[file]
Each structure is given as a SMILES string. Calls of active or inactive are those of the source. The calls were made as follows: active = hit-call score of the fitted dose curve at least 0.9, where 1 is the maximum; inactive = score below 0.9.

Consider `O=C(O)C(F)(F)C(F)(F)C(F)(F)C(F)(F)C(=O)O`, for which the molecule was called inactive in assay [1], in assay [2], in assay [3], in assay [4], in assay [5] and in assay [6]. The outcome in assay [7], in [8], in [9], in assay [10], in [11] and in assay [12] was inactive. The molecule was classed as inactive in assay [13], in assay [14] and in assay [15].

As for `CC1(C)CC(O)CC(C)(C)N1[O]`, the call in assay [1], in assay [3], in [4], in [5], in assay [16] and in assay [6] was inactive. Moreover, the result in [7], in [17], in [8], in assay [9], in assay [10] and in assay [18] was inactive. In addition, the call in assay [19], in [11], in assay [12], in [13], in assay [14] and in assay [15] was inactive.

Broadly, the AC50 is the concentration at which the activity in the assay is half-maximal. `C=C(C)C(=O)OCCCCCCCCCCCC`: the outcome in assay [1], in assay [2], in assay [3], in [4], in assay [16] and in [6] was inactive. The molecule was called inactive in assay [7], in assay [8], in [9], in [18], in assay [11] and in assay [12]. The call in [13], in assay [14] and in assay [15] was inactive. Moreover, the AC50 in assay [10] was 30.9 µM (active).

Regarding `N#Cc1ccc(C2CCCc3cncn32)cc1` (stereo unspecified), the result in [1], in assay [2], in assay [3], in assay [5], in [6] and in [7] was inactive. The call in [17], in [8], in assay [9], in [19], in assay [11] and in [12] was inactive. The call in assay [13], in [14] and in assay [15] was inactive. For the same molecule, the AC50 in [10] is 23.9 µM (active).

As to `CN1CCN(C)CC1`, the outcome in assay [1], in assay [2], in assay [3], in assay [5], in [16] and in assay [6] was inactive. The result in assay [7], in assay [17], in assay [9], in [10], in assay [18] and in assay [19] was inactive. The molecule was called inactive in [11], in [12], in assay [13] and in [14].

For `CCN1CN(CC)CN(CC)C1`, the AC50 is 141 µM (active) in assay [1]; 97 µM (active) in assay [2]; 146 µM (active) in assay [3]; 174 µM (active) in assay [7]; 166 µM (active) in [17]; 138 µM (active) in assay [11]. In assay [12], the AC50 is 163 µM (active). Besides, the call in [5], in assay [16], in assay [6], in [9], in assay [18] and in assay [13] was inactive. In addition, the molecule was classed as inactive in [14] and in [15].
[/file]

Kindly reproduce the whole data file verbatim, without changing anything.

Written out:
Each structure is given as a SMILES string. Calls of active or inactive are those of the source. The calls were made as follows: active = hit-call score of the fitted dose curve at least 0.9, where 1 is the maximum; inactive = score below 0.9.

Consider `O=C(O)C(F)(F)C(F)(F)C(F)(F)C(F)(F)C(=O)O`, for which the molecule was called inactive in assay [1], in assay [2], in assay [3], in assay [4], in assay [5] and in assay [6]. The outcome in assay [7], in [8], in [9], in assay [10], in [11] and in assay [12] was inactive. The molecule was classed as inactive in assay [13], in assay [14] and in assay [15].

As for `CC1(C)CC(O)CC(C)(C)N1[O]`, the call in assay [1], in assay [3], in [4], in [5], in assay [16] and in assay [6] was inactive. Moreover, the result in [7], in [17], in [8], in assay [9], in assay [10] and in assay [18] was inactive. In addition, the call in assay [19], in [11], in assay [12], in [13], in assay [14] and in assay [15] was inactive.

Broadly, the AC50 is the concentration at which the activity in the assay is half-maximal. `C=C(C)C(=O)OCCCCCCCCCCCC`: the outcome in assay [1], in assay [2], in assay [3], in [4], in assay [16] and in [6] was inactive. The molecule was called inactive in assay [7], in assay [8], in [9], in [18], in assay [11] and in assay [12]. The call in [13], in assay [14] and in assay [15] was inactive. Moreover, the AC50 in assay [10] was 30.9 µM (active).

Regarding `N#Cc1ccc(C2CCCc3cncn32)cc1` (stereo unspecified), the result in [1], in assay [2], in assay [3], in assay [5], in [6] and in [7] was inactive. The call in [17], in [8], in assay [9], in [19], in assay [11] and in [12] was inactive. The call in assay [13], in [14] and in assay [15] was inactive. For the same molecule, the AC50 in [10] is 23.9 µM (active).

As to `CN1CCN(C)CC1`, the outcome in assay [1], in assay [2], in assay [3], in assay [5], in [16] and in assay [6] was inactive. The result in assay [7], in assay [17], in assay [9], in [10], in assay [18] and in assay [19] was inactive. The molecule was called inactive in [11], in [12], in assay [13] and in [14].

For `CCN1CN(CC)CN(CC)C1`, the AC50 is 141 µM (active) in assay [1]; 97 µM (active) in assay [2]; 146 µM (active) in assay [3]; 174 µM (active) in assay [7]; 166 µM (active) in [17]; 138 µM (active) in assay [11]. In assay [12], the AC50 is 163 µM (active). Besides, the call in [5], in assay [16], in assay [6], in [9], in assay [18] and in assay [13] was inactive. In addition, the molecule was classed as inactive in [14] and in [15].